Much of the Vandenberg dive is between 50 and 120 feet, though the keel rests at a bottom depth of 140. The ship was purposely sunk—a common occurrence in an effort to create artificial reefs and also preserve history—in 2009 after decades worth of planning and preparation. During her glory days atop the sea, the Vandenberg used to track missile and also space launches off Cape Canaveral. Here’s a really cool video of the ship sinking in real time. And while the ship is now awash in colorful corals, sinister moray eels, and schooling fish, large and small, it’s really the details and intricacies of the ex-military vessel that makes this such a cool, can’t-miss site.
I couldn’t believe the sheer size of the ship until I was down there; it’s 523 feet long and 11 stories tall. Most divers do a double-dip at the Vandenberg since you only have a mere half an hour of bottom time and you need a lot more than that to cover the length of this gargantuan beast.
Captain Adam had told us the Vandenberg would become the litmus test for which we judged all future dives. I was skeptical. To be honest, I have dove plenty of wrecks before, and while it’s always fun channeling Ariel and flitting in and out of the ship’s many compartments, very rarely have I been completely blown away by a wreck dive. Well, I’m eating a piece of humble pie, because Captain Adam was right: The Vandenberg was an indescribable experience, and one I would repeat in a heartbeat—rough swells and all.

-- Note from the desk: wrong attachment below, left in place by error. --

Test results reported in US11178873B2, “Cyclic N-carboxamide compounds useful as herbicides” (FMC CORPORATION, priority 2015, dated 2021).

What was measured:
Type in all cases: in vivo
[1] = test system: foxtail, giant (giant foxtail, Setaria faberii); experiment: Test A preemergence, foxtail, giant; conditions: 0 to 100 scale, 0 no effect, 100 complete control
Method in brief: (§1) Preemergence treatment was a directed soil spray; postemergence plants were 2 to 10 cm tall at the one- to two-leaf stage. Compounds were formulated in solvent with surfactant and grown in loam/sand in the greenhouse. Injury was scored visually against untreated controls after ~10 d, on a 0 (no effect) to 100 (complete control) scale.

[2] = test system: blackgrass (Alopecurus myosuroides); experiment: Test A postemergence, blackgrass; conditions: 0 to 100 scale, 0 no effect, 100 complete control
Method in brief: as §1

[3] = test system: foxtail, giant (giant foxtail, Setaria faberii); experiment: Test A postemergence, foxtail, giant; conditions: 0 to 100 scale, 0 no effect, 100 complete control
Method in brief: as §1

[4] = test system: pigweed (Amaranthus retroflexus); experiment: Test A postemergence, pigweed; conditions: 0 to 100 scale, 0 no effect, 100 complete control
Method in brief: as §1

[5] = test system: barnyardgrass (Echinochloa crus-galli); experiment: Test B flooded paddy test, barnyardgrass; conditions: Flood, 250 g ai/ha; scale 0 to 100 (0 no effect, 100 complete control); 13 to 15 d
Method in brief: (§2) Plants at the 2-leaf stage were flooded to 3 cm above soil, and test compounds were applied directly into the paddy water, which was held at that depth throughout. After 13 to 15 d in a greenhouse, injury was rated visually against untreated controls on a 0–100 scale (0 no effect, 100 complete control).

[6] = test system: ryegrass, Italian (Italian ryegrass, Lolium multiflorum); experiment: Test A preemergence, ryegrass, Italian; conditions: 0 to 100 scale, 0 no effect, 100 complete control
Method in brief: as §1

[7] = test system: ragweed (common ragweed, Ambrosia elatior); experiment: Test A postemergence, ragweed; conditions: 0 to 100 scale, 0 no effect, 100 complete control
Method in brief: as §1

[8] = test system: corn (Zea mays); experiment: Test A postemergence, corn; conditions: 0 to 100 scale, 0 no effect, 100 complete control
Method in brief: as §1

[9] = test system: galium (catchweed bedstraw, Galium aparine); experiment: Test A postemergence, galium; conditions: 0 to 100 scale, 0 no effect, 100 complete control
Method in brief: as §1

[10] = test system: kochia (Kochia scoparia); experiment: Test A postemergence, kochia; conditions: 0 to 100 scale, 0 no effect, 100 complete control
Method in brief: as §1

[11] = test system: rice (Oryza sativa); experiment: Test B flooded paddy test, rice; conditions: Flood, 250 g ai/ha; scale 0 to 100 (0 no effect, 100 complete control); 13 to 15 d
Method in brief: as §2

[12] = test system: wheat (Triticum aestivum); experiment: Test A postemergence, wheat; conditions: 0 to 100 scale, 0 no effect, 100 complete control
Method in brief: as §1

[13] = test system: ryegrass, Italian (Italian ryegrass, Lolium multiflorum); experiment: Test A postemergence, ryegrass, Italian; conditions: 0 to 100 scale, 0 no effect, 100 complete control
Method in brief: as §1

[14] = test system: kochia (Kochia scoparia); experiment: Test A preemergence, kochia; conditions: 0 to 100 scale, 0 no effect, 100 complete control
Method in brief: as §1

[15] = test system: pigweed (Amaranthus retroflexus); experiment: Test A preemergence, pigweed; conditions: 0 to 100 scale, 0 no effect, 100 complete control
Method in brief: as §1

Awesome report! I’m still a diving virgin, but stories (and photos!) like this are pushing me to explore the underwater world. Cheers!
We need to get you diving! AND we need to do another Caribbean jaunt together one of these days 😉
Ho crap, I would’ve been terrified—both for the vomiting in the tube and… for some reason, underwater wrecks/underwater scare me a bit.
I don’t blame you—there’s something very eerie about them. Even looking for footage of the Vandenberg online AFTER I had already done the dive had me on edge. Then again, I’m a bit terrified of the ocean in general 😉
Wow, this makes me a little sea sick just thinking about it! But it looks awesome! Still need my dive certificate and then I can pump myself up to do this.
wow this was really interesting. My boyfriend builds artificial reefs and & actually right now we have a handful of kiwis staying with us that are working 12 hour NIGHT shifts digging out the river princess (a ship) here in Goa that is doing the exact opposite- causing beach erosion- so all I’ve been hearing about it shipwrecks and reefs for the last month! they only have like 3 meters of visibility at night ( I think- does that sound right?) apparently it’s horrible. They use all that electrical equipment down there cutting the ship apart piece by piece and stay down 3 hours. I’m sure you guys would all have tons to talk about! Some think that because of the ships’ history they wont get it out. it was a pirate ship and tons of people died on it.
That is SO cool. I’ve never known anyone who does that! Will you get him to guest blog all about it on your site? I’d be so interested to hear all the steps involved (and at night…yikes! night diving terrifies me).
I second that! I’d love to read about that process. And Kristin, yay for diving posts!